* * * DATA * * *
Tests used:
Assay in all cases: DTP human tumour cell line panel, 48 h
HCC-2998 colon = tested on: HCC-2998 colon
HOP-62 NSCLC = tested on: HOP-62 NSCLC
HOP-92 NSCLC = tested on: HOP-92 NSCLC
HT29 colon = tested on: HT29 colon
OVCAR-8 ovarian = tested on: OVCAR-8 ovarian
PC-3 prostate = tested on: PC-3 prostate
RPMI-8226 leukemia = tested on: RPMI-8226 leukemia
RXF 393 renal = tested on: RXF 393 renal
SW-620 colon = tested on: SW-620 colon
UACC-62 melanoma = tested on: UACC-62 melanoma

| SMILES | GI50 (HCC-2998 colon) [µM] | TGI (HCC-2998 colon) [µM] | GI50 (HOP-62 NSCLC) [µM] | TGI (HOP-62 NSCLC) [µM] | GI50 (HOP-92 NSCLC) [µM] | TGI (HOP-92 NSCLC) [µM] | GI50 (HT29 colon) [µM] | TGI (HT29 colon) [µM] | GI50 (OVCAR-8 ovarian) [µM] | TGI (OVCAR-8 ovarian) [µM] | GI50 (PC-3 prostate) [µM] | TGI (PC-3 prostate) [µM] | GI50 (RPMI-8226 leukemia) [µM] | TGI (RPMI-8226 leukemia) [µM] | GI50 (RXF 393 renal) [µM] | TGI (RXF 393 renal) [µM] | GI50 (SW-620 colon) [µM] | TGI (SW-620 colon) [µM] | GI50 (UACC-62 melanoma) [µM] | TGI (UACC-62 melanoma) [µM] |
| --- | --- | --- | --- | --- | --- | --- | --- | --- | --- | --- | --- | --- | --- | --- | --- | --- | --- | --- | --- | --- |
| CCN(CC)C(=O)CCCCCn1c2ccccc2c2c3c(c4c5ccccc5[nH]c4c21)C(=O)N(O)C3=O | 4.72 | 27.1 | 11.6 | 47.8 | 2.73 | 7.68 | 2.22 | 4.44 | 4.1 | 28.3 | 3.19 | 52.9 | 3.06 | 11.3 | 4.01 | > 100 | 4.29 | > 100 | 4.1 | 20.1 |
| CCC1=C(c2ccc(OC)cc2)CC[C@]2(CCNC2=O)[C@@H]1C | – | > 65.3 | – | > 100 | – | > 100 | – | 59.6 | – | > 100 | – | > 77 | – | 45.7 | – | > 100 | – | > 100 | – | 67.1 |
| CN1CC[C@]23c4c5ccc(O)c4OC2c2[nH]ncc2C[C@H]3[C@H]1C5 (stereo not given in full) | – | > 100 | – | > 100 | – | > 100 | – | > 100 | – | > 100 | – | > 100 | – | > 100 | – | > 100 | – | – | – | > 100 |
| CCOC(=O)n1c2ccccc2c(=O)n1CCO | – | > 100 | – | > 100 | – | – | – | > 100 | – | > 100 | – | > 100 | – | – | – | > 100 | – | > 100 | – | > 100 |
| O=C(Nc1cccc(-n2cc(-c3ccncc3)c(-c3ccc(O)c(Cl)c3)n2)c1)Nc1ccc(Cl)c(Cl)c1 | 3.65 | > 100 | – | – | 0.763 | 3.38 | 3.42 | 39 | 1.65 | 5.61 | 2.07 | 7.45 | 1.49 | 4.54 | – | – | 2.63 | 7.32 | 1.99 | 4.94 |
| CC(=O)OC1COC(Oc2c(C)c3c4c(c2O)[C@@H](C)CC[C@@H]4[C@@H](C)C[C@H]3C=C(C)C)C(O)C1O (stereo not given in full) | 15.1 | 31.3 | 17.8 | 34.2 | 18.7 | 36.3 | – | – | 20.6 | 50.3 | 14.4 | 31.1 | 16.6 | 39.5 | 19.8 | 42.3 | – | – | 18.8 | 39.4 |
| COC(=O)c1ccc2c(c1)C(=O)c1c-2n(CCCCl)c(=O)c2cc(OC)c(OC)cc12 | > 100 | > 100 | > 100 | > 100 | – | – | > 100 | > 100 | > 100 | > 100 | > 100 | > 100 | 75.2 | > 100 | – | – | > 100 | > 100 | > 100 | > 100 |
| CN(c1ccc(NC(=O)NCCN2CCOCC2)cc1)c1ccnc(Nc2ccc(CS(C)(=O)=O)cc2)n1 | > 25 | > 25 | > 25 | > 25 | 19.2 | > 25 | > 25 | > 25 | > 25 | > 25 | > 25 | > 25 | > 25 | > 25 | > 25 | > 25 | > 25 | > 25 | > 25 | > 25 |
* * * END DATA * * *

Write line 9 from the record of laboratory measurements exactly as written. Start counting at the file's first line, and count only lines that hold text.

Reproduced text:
RPMI-8226 leukemia = tested on: RPMI-8226 leukemia